To appreciate the grievance of the State over the pronouncement of the High Court about the relevancy and operational force of Section 8 of the Act, a few facts require mention. Respondent No. 1 claimed to be the owner of Evacuee Property House No. 437 situate in Talab Khatikan, Jammu and sold the same to respondents 2 and 3 for a total consideration of Rs. 16,000 under a sale deed dated 12.12.1970. By an order dated 5.2.1973, the custodian (third appellant) held that the sale was invalid since the property was evacuee property and belonged to one Shah Mahmood who had migrated to Pakistan during the disturbances of 1947 and continued to live there as an evacuee. Against 472 the order of the custodian the respondents preferred an appeal to the Custodian General (second appellant). The Custodian General dismissed the appeal but observed that if any application had been made by the first respondent under Section 8 regarding the house, the Custodian may dispose of the same in accordance with law. He also observed that if the respondents felt that they were entitled under law to make a claim under Section 25 of the Act, they may move the appropriate forum in that behalf. Thereafter, the respondents made two applications one under Section 8 on 14.3.1974 and another under Section 25 on 24.4.1974 to the Custodian.

The Custodian noticed that the application under Section 8 had been presented beyond the prescribed limitation period of two months after the order dated 5.2.1973 had been passed but even so he considered the application on merits and rejected it. Likewise, the application under Section 25 was also rejected. Once again, an appeal was preferred to the Custodian General and he dismissed the appeal holding that there was no need for the custodian to have gone into the merits of the case when the direction given in the earlier appeal was only to see if any application under Section 8 had already been presented and was pending consideration.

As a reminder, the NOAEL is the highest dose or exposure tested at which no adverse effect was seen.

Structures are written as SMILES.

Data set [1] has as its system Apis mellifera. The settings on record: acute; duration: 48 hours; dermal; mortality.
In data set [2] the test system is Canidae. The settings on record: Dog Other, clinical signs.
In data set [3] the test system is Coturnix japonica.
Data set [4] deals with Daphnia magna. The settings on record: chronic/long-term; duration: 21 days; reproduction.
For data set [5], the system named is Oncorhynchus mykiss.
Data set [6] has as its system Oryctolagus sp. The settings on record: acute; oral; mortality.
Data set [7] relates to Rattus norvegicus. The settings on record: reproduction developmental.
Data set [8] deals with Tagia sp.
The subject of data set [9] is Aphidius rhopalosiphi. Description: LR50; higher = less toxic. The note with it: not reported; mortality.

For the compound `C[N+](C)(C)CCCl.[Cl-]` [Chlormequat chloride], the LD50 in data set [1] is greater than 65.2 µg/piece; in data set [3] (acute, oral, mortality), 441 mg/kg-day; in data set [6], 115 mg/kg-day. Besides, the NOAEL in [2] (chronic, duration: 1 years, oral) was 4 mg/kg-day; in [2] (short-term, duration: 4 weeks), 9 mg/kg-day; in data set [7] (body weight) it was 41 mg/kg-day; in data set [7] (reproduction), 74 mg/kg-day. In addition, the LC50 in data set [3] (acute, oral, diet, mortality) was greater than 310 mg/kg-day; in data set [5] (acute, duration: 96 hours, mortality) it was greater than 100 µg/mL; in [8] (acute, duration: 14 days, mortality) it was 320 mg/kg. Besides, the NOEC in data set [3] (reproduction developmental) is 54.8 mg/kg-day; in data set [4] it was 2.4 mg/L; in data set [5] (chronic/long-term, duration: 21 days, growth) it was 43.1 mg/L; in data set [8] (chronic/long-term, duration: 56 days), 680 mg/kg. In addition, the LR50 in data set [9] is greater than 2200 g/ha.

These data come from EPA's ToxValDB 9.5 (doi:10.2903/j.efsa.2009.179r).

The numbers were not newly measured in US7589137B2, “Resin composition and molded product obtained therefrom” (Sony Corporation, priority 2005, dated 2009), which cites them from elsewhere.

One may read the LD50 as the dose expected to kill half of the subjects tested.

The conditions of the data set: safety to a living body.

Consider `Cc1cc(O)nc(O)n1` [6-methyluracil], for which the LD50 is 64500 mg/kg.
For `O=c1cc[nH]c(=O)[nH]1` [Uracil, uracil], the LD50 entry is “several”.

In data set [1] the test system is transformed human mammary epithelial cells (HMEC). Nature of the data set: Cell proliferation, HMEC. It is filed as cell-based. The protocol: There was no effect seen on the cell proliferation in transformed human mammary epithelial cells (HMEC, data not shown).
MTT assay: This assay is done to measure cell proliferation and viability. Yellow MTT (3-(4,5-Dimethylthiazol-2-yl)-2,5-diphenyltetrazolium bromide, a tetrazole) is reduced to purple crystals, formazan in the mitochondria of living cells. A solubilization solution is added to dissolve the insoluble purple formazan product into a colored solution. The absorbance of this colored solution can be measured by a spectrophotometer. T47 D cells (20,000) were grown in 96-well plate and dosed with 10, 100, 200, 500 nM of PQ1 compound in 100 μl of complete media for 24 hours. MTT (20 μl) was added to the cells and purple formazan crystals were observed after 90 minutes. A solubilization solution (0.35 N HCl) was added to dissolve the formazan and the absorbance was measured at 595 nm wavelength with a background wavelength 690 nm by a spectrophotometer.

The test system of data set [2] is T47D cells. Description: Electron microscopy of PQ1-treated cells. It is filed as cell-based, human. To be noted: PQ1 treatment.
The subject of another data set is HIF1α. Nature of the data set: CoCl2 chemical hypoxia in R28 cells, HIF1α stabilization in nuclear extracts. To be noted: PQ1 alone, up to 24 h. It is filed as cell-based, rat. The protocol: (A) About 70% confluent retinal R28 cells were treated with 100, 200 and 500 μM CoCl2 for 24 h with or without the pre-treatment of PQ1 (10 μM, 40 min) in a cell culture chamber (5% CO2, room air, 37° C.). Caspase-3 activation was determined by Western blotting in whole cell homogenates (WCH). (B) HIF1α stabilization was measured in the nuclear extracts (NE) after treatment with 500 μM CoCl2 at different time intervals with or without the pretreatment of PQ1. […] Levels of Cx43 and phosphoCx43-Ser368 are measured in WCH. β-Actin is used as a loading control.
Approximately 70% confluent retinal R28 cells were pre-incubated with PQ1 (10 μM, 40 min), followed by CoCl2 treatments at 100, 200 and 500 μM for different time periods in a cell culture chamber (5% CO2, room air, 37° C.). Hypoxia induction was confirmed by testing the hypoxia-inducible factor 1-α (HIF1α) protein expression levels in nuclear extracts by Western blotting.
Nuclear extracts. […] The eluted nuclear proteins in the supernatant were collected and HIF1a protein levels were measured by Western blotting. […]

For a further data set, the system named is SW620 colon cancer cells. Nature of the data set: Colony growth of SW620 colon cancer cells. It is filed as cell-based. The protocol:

Against the order of the Custodian General, the respondents filed Second Appeal No. 2/78 before the High Court and sought reliefs in their favour. The High Court saw no merit in their contentions as the Custodian and Custodian General had rendered concurrent findings on questions of fact and had held that the property claimed by the respondents was unquestionably evacuee property. The High Court noticed that the findings had been rendered after proper appreciation of evidence and hence there was no warrant for interfering with those findings and dismissed the second appeal. However, while declining to interfere with the findings of fact rendered by the Custodian and the Custodian General, the High Court frowned upon the attempts of unscrupulous elements to misuse and abuse the provisions of Section 8 of the Act in order to grab evacuee property for themselves. Feeling concerned over the abuse of Section 8 of the Act, the High Court thought it necessary that resort to Section 8 in future should be put an end by declaring that Sections 8 and 14 have served the purpose for which they had been provided in the Act and since they have outlived their utility, the authorities should not in future entertain any application made under Section 8 for a claim being made to any evacuee property.

The declaration made in Sections 8 and 14 and the directions given by the High Court which have given rise to this appeal by the 473 State are in the following terms.